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Updated 2 Feb 2010
Gabrielle Hase is a New Yorker who moved to England three and a half years ago, and currently lives in London. She is married to an Englishman and works as an ecommerce consultant.

Get more information on expat life in the city by reading the Expat Arrivals London city guide or read more about expat experiences in the United Kingdom.

About you

Q: Where are you originally from?
A:  Solebury, PA USA

Q: Where are you living now?
A:  Covent Garden area of London

Q: How long you have you been living in London?
A:  1 year. I moved to England 3.5 years ago, and lived in Cambridge, a beautiful (small) university town in East Anglia.

Q: Did you move with a spouse/ children?
A:  Husband

Q: Why did you move; what do you do?
A:  met my husband in NYC (he’s English and was on a consulting project); I am an ecommerce consultant

About your city

Q: What do you enjoy most about your host city, how’s the quality of life?
A:  I love its history and architecture the most; 900 year old buildings are simply not something you get in America! The quality of life is fine, although it never ceases to amaze me how ill-equipped London is to deal with snow or even really heavy rains (the public transport completely quits, people stay home).

Q: Any negatives? What do you miss most about home?
A:  Preventive healthcare is impossible here. The NHS, although a favourite whipping boy, has a lot going for it from an emergency care perspective, but the lack of focus on preventive care is appalling. On a lighter note, I miss the food from home – hamburgers just don’t taste the same here. Or ice cream!

Q: Is the city safe?
A:  Yes – although there is a lot of knife crime. I feel safe in the heart of the city, but like NYC, you just have to be smart about where you go. I actually feel less safe in the suburbs, where roving gangs of bored youths kill people. 

About living in London as an American

Q: Which are the best places/suburbs to live in the city as an expat?
A:  London is the most expat friendly, followed by the University towns of Cambridge and Oxford. There are a lot of Americans in England, and certain parts of London are chock full of them, and I like to avoid those parts because I’d rather try to soak up a bit of local culture!

Q: How do you rate the standard of accommodation?
A:  It’s ok; although everything is so small, from the kitchen sinks to the washing machines and dryers. It’s an entirely different scale to America. 

Q: What’s the cost of living compared to home? What is cheap or expensive in particular?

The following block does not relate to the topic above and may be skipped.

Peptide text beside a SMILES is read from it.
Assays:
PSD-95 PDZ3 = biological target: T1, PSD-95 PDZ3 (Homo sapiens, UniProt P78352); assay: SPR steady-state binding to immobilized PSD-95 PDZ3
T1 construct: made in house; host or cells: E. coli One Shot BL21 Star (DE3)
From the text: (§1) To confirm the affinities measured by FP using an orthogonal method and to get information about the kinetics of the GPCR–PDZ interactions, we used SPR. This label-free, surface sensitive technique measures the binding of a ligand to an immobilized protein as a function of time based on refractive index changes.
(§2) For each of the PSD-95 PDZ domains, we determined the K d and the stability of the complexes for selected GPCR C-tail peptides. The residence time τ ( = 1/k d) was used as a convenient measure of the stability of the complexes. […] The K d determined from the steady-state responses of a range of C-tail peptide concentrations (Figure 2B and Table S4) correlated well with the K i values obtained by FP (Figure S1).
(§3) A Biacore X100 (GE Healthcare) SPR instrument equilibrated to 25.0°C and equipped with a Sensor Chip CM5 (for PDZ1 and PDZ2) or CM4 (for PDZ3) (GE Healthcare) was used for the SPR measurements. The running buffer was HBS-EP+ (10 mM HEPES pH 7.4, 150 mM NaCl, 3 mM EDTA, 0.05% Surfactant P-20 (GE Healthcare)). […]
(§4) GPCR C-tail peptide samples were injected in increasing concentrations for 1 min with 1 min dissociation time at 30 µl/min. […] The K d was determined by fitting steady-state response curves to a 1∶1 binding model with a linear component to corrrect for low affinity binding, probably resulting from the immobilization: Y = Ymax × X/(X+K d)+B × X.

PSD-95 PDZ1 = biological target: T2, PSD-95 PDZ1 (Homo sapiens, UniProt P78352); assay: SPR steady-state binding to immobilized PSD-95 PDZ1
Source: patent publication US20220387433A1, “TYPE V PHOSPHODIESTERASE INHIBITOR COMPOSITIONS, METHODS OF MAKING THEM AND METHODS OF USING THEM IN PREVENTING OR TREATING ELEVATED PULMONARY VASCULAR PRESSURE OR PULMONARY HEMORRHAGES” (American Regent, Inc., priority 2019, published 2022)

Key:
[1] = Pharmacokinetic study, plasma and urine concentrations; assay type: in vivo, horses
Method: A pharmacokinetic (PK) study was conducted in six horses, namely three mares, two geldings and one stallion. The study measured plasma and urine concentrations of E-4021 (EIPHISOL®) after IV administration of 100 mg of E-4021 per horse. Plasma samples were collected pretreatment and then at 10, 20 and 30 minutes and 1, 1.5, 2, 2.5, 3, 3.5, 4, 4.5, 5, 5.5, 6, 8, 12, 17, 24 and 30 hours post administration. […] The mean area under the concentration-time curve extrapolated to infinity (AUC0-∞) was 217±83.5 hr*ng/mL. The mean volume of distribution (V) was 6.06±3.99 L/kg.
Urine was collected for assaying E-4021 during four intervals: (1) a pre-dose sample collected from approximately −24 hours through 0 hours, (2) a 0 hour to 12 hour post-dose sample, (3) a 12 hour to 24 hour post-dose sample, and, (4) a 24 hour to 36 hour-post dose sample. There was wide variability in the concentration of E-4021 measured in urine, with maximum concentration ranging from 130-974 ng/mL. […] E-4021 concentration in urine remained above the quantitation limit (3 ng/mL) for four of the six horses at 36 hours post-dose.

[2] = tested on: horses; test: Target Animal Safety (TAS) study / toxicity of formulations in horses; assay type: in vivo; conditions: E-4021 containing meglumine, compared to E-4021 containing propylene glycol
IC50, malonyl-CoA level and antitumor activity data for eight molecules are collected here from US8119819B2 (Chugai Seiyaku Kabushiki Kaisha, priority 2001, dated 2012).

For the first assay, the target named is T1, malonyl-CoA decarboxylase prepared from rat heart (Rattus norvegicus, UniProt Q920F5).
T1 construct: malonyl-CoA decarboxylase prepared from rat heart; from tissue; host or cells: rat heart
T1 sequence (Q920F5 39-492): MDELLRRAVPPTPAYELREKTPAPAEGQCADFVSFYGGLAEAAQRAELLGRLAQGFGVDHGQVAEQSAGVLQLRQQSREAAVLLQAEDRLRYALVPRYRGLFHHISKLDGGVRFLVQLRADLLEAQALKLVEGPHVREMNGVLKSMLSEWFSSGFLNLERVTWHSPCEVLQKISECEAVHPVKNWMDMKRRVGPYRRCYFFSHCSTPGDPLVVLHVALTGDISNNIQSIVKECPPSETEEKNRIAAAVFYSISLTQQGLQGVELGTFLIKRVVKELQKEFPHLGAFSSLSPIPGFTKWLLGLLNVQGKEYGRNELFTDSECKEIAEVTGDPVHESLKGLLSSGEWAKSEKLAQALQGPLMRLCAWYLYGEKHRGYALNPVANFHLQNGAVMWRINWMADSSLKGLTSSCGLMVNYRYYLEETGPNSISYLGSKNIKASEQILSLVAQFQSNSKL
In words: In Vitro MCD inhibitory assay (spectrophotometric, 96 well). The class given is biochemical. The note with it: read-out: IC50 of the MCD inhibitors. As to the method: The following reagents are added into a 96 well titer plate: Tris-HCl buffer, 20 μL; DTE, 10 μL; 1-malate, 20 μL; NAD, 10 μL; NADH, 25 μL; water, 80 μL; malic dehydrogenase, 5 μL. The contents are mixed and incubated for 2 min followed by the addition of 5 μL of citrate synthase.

A:  It’s very expensive compared to home, from petrol to food, to mobile phones and council taxes.   Again, the scale is just completely different. Yes the pound is worth more than the dollar, but clothes are so much cheaper at home, I save up to go home twice a year and stock up on basics.

Q: What are the locals like; do you mix mainly with other expats?
A:  I like mixing with locals although many of my friends are Australian (only a few are American). British people are very kind but not particularly ‘friendly’ in the way Americans and Australians are; there is a bit of the British reserve going on although they are hardly as stiff and proper as the stereotype would have it.

Q: Was it easy meeting people and making friends?
A:  Somewhat. My husband being English provided instant access to his group of friends, but it was more of an effort because my friends all lived in London and I in Cambridge. It’s much easier now that we are in London.

About working here

Q: Did you have a problem getting a work visa/permit?
A:  No – I got my Permanent Leave to Remain visa through my married status.

Q: What’s the economic climate like in the city, is there plenty of work?
A:  There isn’t ‘plenty’ of work, but it’s not too bad either.  I am lucky to be in a sector which is growing (ecommerce). I know people who have lost their jobs but they have also found others in a reasonable time.

Q: How does the work culture differ from home?
A:  The work culture is a little more easygoing than it is in NYC, although if you are working at an investment bank I think it’s probably just as intense. The thing I still can’t get used to is here people have alcohol at lunch, which is very civilized, and in America we just don’t else we be seen to be less than serious or an alcoholic.

Q: Did a relocation company help you with your move?
A:  No

Family and children

Q: Did your spouse or partner have problems adjusting to their new home?
A:  N/A – my spouse is from England        

Q: Did your children settle in easily?
A:  I don’t have any, but I did bring my cats!

Q: How would you rate the healthcare?
A:  great for emergencies – good quality care. But preventive medicine sucks – they prescribe VERY FEW drugs, and tests are done every 3 – 5 years where in America they are done every year (mammograms, pap smears, etc).

And finally…

Q: Is there any other advice you like to offer new expat arrivals?
A:Get out of town and see as much of the country as you can. It’s a beautiful (and compact) country, with so much history, and trains are easy to use.  

~ Interviewed January 2010
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